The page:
Everything Candlepin


A History Lesson From Kenj

Being only 34, I’ve missed A LOT of candlepin bowling on TV, in Massachusetts, New Hampshire, Maine, and Canada.  I got an email when I first started this little adventure from Loretta and Ken up in Canada about adding a term to the glossary which we have.  I know my Friday night teams gets annoyed when I scream “julian” for back door anything, but they deserve to be annoyed.

I got a little history lesson from Kenj, and I’d like to share that with you. I hope that this is something that becomes a recurring theme here at Everything Candlepin, and that’s not directed at Kenj specifically, it’s aimed at everyone that’s a fan and has something to share.  If someone has a story they think the candlepin bowling world should hear about, feel free to send it along to me at rlimone@everythingcandlepin.com.

Teams For the Hall of Fame:

There may never be a Nova Scotian in the Candlepin Hall of Fame.  There has been many a great roller from this farthest point east, that candlepin has reached. However we, Bluenosers have been very lax record keepers. Wilbur Martell owner of an alley in Halifax once held the Candlepin Record [high] single of 213, done on wooden pins. Back in his day there were few tournaments and the closest thing to a World’s was likely the Maritime and Eastern Maine Tournament. In 1905 The Bottle Pin Trophy was donated by the Brunswick Balke-Collender Company for this tournament and the original was replaced in 1932 with a new shiny replica, that was played for up into the mid-sixties. I can’t tell you when the US teams finally dropped out but I can tell you that Houlton, Maine won the trophy twice, and the last record for the tournament being held in Houlton that I have was in 1956;  Eastport Maine Browns won three times and Calais Maine one time; these numbers dwarf for The Saint John Blacks won this award twenty-one times.

One day perhaps the Hall will honor teams and records like this which are documented will prevail.

Other Nova Scotians worthy of recognition might include Jack James and Gerry Levy; their exploits are still spoken of and in the mid sixties both travelled to Bangor for a World’s Singles event and finished second and third; Jack lost by a single pin and Gerry was six back.  Jack spoke on television that he felt Gerry had been cheated of the victory being called on a lob that robbed him of an eight count on a spare; in Jack’s words; “…no one in Nova Scotia could ever say that Gerry had lobbed a ball in his life…”

When I became proficient enough to be on a Tournament team, and being a “terrible fan” of our game, I made sure to look at the records boards in every alley I went in; all of those built prior to 1969 the high singles and triples were all held by Gerry Levy. Most of those buildings have long since been torn down, made into parking lots, shopping malls and their records ?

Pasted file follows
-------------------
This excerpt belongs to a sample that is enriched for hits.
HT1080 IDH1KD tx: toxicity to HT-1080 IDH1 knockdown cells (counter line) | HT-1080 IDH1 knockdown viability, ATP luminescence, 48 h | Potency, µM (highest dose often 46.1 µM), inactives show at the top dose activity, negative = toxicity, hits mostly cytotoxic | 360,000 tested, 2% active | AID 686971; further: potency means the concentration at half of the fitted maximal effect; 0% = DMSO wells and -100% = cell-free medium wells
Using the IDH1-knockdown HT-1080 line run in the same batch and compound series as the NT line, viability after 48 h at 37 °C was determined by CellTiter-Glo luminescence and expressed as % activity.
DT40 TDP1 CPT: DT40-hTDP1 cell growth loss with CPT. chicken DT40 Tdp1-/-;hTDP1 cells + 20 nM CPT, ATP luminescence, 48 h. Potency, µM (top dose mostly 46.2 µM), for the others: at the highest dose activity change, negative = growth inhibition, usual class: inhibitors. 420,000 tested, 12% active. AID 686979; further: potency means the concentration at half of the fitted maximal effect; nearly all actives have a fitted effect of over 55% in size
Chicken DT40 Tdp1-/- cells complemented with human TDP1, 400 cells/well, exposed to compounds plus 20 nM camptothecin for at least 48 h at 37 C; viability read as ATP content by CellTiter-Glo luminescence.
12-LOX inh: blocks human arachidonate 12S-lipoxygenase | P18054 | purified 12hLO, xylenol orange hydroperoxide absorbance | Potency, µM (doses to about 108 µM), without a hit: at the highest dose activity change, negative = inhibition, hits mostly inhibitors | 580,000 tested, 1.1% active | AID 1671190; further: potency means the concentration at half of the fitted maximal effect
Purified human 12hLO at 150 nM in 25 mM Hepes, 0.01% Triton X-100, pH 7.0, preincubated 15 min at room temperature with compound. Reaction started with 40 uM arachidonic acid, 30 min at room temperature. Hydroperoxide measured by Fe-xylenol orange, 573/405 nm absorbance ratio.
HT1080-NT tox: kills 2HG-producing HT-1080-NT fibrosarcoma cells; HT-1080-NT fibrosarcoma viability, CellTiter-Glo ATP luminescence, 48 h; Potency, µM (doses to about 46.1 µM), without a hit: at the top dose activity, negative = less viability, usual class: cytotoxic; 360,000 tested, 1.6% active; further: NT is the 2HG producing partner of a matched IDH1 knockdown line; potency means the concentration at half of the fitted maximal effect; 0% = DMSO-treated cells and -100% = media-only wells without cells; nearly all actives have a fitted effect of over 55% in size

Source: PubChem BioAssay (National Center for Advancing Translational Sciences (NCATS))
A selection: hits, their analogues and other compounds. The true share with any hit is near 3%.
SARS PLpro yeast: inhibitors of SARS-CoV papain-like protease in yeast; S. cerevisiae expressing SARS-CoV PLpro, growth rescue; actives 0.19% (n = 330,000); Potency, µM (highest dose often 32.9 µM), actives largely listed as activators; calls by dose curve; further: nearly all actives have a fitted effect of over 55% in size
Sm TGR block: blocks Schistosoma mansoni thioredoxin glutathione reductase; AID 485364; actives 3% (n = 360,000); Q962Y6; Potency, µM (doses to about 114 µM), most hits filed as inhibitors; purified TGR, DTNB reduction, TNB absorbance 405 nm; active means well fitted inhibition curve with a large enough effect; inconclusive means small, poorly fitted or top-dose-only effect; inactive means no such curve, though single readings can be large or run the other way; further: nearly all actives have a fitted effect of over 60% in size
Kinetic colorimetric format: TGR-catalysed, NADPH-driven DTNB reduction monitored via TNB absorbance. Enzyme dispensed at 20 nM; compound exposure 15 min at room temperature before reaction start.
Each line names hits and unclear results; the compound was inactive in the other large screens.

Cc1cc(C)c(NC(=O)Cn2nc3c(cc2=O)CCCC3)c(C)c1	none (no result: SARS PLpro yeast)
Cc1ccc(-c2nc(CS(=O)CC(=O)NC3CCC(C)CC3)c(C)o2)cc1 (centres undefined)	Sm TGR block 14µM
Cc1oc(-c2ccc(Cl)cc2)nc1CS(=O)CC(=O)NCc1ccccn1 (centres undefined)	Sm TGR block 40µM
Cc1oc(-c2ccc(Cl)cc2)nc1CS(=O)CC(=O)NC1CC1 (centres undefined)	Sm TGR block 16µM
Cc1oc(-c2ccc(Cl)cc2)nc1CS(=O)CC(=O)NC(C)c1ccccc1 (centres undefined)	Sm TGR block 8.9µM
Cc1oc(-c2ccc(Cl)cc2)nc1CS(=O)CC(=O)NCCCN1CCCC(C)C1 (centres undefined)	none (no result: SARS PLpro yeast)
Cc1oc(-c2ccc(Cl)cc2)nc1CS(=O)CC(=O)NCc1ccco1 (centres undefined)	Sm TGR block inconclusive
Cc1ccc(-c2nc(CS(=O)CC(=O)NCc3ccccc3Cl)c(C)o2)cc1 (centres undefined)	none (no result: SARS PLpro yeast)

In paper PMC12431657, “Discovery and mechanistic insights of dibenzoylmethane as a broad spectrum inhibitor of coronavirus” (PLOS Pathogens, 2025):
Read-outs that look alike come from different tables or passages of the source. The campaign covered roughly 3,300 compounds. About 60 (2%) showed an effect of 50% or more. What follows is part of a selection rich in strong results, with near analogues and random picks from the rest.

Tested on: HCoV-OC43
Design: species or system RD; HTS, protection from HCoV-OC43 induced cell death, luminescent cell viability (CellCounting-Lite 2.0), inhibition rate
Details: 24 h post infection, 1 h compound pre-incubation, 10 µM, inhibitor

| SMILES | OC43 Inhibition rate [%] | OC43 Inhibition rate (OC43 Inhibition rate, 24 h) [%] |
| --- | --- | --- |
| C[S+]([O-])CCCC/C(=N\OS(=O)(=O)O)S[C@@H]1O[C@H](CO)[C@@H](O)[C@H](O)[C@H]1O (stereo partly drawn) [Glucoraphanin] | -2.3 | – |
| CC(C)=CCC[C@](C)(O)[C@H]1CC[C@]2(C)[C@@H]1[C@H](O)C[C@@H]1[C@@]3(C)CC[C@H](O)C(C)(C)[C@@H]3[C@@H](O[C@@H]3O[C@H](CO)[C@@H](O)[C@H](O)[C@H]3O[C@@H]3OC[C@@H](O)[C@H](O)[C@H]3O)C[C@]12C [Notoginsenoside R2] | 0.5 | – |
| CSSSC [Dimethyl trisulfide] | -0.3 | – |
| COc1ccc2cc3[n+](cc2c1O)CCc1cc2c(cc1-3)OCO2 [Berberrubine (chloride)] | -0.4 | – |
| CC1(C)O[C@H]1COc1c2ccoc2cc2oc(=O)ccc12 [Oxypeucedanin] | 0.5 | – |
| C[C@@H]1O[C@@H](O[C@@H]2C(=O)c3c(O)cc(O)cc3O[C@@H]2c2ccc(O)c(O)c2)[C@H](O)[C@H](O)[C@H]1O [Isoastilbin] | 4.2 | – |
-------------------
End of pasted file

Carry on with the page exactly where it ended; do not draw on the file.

Teams from Halifax, Nova Scotia have impressive records in the modern World’s Tournament, their individual stars have earned solid reputations in the candlepin world but unless they’ve maintained flawless scrapbooks they’ll never see their names nominated, there’s no governing body keeping any records for these chaps here. Their individual exploits are ripples on the water that fade in memory and like the water that returns to a mirror-like appearance they are gone. My advice to all local up and comers – keep your own records, score sheets, press clippings; never know someday some old geezer like me might want to nominate you – and we’ll need proof that you were that good.

I really appreciate the email and I think it’s great to get a glimpse into Canada.  I hope this email is the start of something that can be a regular occurrence on Everything Candlepin.  Keep them coming folks, and I hope to hear from you soon.

I received a second email shortly after with some trivia from Kenj for added information and some humor.

Bowling once became so popular in England that in 1366 King Edward III passed a law to forbid the people from playing it. He was afraid that men wouldn’t spend enough time practicing their archery skills which was so important to the military of the day.

Sir Francis Drake must have believed in pleasure before business because he insisted on finishing his game of bowling before sailing off to destroy the Spanish Armada in 1588.

There are written records that go back to the year 300 AD that show that bowling occurred in the Monasteries of Europe. People often carried clubs in those days and the Priests as a teaching aid would stand the club up a distance away and tell the peasants it stood for the evil of the devil and they were given a large stone to roll at the club. If the peasant hit the club he was praised but if he missed he was told to go and lead a better life. This took hold of the people who soon were practicing “bowling”.

Tell everyone to think of this on their next nine pin break!

Hope to hear from Kenj again as well as other writers out there!

Article submitted by Ken Jollymore, fellow fan of bowling up in Nova Scotia, Canada to everythingcandlepin.com

 October 17th, 2012  
 Rich Limone  
 Guest Author, Resources  
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